Lastly, lower costs also helped to reverse some of the losses caused by the pandemic. By August 2020, coal prices had declined by ~30 per cent YoY. Growth in the use of alternative fuels at key manufacturers also contributed to a reduction in production costs.

As a result, some operators maintained strong profit levels in 2020 despite the industry contractions caused by a less optimal demand landscape. Indocement, the industry giant, is indicative of this trend, as its revenues contracted 11 per cent, yet EBITDA grew 4.9 per cent and annual profit declined only 1.6 per cent. Another example is Semen Indonesia with its revenue contracting 13 per cent but EBITDA growing by 4.3 per cent.

2021: key trends

As cement plant operators and government bodies rise to the challenge of the ongoing pandemic, a few key themes will shape the Indonesian cement sector going forward. This response will be instrumental in shaping the industry outlook, even in a post-pandemic world.

Government spending is expected to be a greater driver in Indonesia’s recovery story

Some volume recovery is to be expected within the domestic market. As the government expands its infrastructure budget by 47 per cent in 2021, some of the lost demand for cement is set to be recaptured by public sector initiatives. While in 2020 a significant portion of the infrastructure budget was redirected to the pandemic response, the 2021 budget is set to hit IDR417trn (US$28.75bn).

Moreover, the Indonesia Sovereign Wealth Fund will spend US$15-20bn on infrastructure, which is expected to improve sentiment and balance sheets of state-owned contractors. Therefore, with robust government expenditure set to reinvigorate cement demand, operators can count on the public sector facilitating some of their recovery.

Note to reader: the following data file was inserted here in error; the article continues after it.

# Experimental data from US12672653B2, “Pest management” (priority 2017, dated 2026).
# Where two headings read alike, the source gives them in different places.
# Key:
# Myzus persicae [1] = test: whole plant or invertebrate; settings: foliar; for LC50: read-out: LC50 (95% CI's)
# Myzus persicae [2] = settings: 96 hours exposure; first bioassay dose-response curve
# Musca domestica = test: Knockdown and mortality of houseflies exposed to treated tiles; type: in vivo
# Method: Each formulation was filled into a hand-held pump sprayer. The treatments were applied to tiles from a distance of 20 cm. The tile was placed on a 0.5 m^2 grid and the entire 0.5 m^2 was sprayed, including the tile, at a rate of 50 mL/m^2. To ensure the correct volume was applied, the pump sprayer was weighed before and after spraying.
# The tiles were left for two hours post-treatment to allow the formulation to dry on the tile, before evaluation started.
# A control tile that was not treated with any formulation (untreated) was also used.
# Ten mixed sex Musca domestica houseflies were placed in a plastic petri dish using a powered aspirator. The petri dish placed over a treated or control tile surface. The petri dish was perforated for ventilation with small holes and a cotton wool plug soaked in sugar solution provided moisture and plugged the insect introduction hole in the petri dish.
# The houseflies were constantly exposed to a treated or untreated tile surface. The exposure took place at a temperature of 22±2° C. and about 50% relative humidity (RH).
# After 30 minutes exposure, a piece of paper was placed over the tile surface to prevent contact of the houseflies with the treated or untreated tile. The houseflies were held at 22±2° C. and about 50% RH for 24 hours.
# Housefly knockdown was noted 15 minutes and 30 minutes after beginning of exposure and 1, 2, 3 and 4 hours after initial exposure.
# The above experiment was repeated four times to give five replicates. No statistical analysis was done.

However, demand from the private sector is still expected to remain subdued, which will impact players in the market as the residential and property segment accounted for ~77 per cent of total FY20 cement demand. The private property market, specifically for the small and medium-sized enterprises (SME) residential  segment (ie, less than IDR1bn) is expected to recover only in the second half of 2021.

The road to recovery will be paved by government measures, such as accelerated loan disbursement, allowing property developers to receive 90 per cent of the loan amount upfront as opposed to receiving the funds upon project completion. The government will also potentially lower mortgage rates driven by a lower policy rate and relax the loan-to-value (LTV) ratio to 100 per cent (zero per cent down payment) for mortgages.

While a return to cement market growth is on the horizon, volumes

are unlikely to fully recover to pre-COVID-19 levels until 2023

Market expectations

Operators like Semen Indonesia and Indocement expect domestic cement volume to grow 3-5 per cent YoY in 2021. The demand is driven more by bulk sales (6-7 per cent expected growth) than bagged (2-3 per cent), given that government spending is expected to be a greater driver as opposed to private sector expenditure. Despite all the demand stimulation led by the government, volumes are unlikely to fully recover to pre-COVID-19 levels until 2023.

Apart from capturing demand, the cement industry will also continue focussing on domestic price maintenance as it did in 2020. With profitability as a key focal point for Tier 2 players, competitive practices will remain in check and regulated to discourage pricing wars which would bring down market sentiment.

Figure 3: utilisation and profitability in Indonesian cement

As Figure 3 shows, EBITDA margins are closely linked to industry utilisation. In a bid to improve respective bottom lines, producers will also undertake operational improvements to reduce costs. These include increasing utilisation, which would consequently help industry profitability.

This article was first published in International Cement Review in June 2021.